I have chosen the functionality of a fun fair ride as I found the movement of the blocks along each other to be intriguing. The concept of movement on movement is unique and it would be difficult to locate an effective function, other than a fun fair ride, like the Double Shot Ride in Georgia, Wild Adventures. This functionality is also effective in using all three blocks in different ways, the SO being the 360 degrees rotating/ moving seat, the SD being the main block that moves up and down, while the D being the main sturdy block that holds everything together

Double Shot Georgia, Wild Adventures

Here are a few positions of the final model:

Front View A

Front View B

Horizontal View 

Top ViewSide View


Material and Technique

I have chosen to use wood in creating this design as wood is sturdy and reliable, especially in creating architectural designs like buildings and hard structures, such as my final product. Wood can be easily manipulated and put together, especially in creating the movement I intent to create. Shown in the bottom right side of the sketch, I have a rough design of how to enable the movement of the blocks, using the sliding mechanisms of the T-structure of the blocks.

Preparatory Sketches


Close up on Sketch


In the process of creating this product, the problem that I encountered was the added movement of rotation of the SO on SD, shown in GIF 1. It was only resolved through the usage of a smaller T-shaped structure within the hook, shown by the sketch shown above. I also enlarged the perpendicular corner of two interacting hooks, allowing the T-Shape structure of the SO to rotate around freely.

Also, the variety of material used in this model is limited to wood. This is due to an attempt of achieving an unified look. However, in any situation where there is a need to recreate a prototype of the fun fair ride, etc, I would explore a larger variety of materials, shown below in the sketch model of the Pandora’s Box funfair ride, mainly metal and wood.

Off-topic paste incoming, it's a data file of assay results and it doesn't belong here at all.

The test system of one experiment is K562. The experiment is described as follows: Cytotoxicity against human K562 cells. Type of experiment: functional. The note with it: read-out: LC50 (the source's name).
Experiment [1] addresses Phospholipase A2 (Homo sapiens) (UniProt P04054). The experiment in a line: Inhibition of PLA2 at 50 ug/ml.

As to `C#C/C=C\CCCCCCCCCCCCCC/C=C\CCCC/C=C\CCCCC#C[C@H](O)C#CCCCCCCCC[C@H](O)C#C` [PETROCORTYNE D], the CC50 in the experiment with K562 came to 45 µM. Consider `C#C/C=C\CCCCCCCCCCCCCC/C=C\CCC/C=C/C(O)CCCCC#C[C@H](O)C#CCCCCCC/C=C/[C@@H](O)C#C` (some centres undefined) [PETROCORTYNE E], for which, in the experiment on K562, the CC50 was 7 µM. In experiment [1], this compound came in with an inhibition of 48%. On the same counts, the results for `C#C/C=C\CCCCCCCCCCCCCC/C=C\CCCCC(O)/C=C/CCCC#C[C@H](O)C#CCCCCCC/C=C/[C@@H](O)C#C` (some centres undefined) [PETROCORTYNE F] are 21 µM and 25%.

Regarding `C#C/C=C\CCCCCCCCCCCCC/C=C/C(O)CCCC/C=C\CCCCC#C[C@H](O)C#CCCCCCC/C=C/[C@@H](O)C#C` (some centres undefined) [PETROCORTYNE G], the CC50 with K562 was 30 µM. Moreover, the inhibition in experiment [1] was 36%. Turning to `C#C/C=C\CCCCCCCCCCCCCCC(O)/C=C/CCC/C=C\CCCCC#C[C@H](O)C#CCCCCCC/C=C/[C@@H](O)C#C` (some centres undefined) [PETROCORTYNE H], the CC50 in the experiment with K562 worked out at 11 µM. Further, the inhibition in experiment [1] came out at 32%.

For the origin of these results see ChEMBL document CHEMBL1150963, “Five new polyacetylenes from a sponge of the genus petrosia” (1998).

Sketch of Funfair Ride

An artist reference I have under this assignment would be Kengo Kuma, Japanese architect. I found his works to be interesting due to the spatial quality created by the criss cross of wooden planks, especially in the design of the Prostho Musuem Research Centre in Kasugai Japan. I found the criss cross to amplify the negative space within the building, creating an almighty effect. Hence, I decided to decorate the final model with criss cross wooden pieces to pay tribute to Kengo Kuma’s works. In my sketch design for my fun fair ride, I decided to eliminate the criss cross wooden plank and use metal wiring instead due to the practicality of the object. The metal cage would be sustainable due to its location being outdoors and susceptible to rain and wind. The decorative nature of the final model would be a pointer to look out for.

GC Prostho Museum Centre, Kengo Kuma

An interesting point raised up by Cheryl was how the model parallels to the Glass Elevator in Willy Wonka’s factory. The link provided below shows a video highlighting the extend to which the Glass Elevator can move, much like how I envision my model to be. An interesting point to note would be the usage of glass as a material for the model, bringing to life a fantastical theme, a tribute to Charlie and the Chocolate Factory as a cult classic. This would be a great link especially for the main functionality as a fun fair ride.

The Glass Elevator


Alternate Functionality

Another function that this product is capable of would be a tool for cleaning tall buildings. With the rotating and moving mechanics mentioned above, cleaners would be able to clean the windows of tall buildings with convenience, moving side by side, as well as reaching different corners- solving the issues of right-left hand inconveniences. The problem with this functionality would be the inconvenience of moving such a big structure. However, to resolve this issue, adding wheels to the base would allow the user to move the structure around freely, like a Forklift Machine.


Alternate Functionality
Horizontal View of Model


Sketch of the Convenient Chair

Another function that I had came up was an idea created when I laid the model horizontal. The function of the model moving at all direction, with the SO being able to touch every corner of the model, allowed me to idealize the Convenient Chair. The SO being the chair will allow the user to move to any corner of the room without moving. The intentions of this product is to create a convenient environment of work for paraplegic users, such that movement to grab items or getting more space for office work is much more convenient, as the name suggests. The user just has to use a remote to access the direction at which they want the chair to move, be it the left side corner of the room or the opposite end; the usage of two rectilinear planes inter-moving will allow an extensive access to a wide direction of space.

The Convenient Chair can also be an upgrade and used in various forms. With its horizontal plane, it could be used for filming, the ability to capture vantage points from various angles.